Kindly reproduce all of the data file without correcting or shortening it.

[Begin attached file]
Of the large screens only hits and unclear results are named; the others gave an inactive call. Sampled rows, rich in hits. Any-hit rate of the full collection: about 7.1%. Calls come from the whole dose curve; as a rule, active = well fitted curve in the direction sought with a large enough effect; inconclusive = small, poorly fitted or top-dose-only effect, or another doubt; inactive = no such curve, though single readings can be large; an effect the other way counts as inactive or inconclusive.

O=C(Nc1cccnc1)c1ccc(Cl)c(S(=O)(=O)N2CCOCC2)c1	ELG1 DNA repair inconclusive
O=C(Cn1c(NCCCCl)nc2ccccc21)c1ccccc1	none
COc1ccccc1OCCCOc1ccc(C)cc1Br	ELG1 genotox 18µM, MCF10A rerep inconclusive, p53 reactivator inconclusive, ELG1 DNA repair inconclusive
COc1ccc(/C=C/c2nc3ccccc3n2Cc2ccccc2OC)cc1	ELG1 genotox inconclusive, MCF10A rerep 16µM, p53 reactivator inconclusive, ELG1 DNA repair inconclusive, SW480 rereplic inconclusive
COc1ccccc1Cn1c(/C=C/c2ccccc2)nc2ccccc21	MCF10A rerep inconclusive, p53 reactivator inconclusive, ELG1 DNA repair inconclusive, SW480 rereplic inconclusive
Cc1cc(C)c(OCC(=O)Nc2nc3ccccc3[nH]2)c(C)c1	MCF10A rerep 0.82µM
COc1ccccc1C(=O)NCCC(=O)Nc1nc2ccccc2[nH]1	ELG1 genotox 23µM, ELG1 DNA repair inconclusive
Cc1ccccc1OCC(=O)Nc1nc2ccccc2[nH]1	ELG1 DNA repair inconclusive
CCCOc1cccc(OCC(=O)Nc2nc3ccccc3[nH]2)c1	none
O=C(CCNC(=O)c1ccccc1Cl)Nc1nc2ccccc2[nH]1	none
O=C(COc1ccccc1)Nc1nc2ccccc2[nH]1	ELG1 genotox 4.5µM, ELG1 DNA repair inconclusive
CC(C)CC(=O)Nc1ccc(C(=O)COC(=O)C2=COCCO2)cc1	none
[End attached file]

Of the large screens only hits and unclear results are named; the others gave an inactive call. Sampled rows, rich in hits. Any-hit rate of the full collection: about 7.1%. Calls come from the whole dose curve; as a rule, active = well fitted curve in the direction sought with a large enough effect; inconclusive = small, poorly fitted or top-dose-only effect, or another doubt; inactive = no such curve, though single readings can be large; an effect the other way counts as inactive or inconclusive.

O=C(Nc1cccnc1)c1ccc(Cl)c(S(=O)(=O)N2CCOCC2)c1	ELG1 DNA repair inconclusive
O=C(Cn1c(NCCCCl)nc2ccccc21)c1ccccc1	none
COc1ccccc1OCCCOc1ccc(C)cc1Br	ELG1 genotox 18µM, MCF10A rerep inconclusive, p53 reactivator inconclusive, ELG1 DNA repair inconclusive
COc1ccc(/C=C/c2nc3ccccc3n2Cc2ccccc2OC)cc1	ELG1 genotox inconclusive, MCF10A rerep 16µM, p53 reactivator inconclusive, ELG1 DNA repair inconclusive, SW480 rereplic inconclusive
COc1ccccc1Cn1c(/C=C/c2ccccc2)nc2ccccc21	MCF10A rerep inconclusive, p53 reactivator inconclusive, ELG1 DNA repair inconclusive, SW480 rereplic inconclusive
Cc1cc(C)c(OCC(=O)Nc2nc3ccccc3[nH]2)c(C)c1	MCF10A rerep 0.82µM
COc1ccccc1C(=O)NCCC(=O)Nc1nc2ccccc2[nH]1	ELG1 genotox 23µM, ELG1 DNA repair inconclusive
Cc1ccccc1OCC(=O)Nc1nc2ccccc2[nH]1	ELG1 DNA repair inconclusive
CCCOc1cccc(OCC(=O)Nc2nc3ccccc3[nH]2)c1	none
O=C(CCNC(=O)c1ccccc1Cl)Nc1nc2ccccc2[nH]1	none
O=C(COc1ccccc1)Nc1nc2ccccc2[nH]1	ELG1 genotox 4.5µM, ELG1 DNA repair inconclusive
CC(C)CC(=O)Nc1ccc(C(=O)COC(=O)C2=COCCO2)cc1	none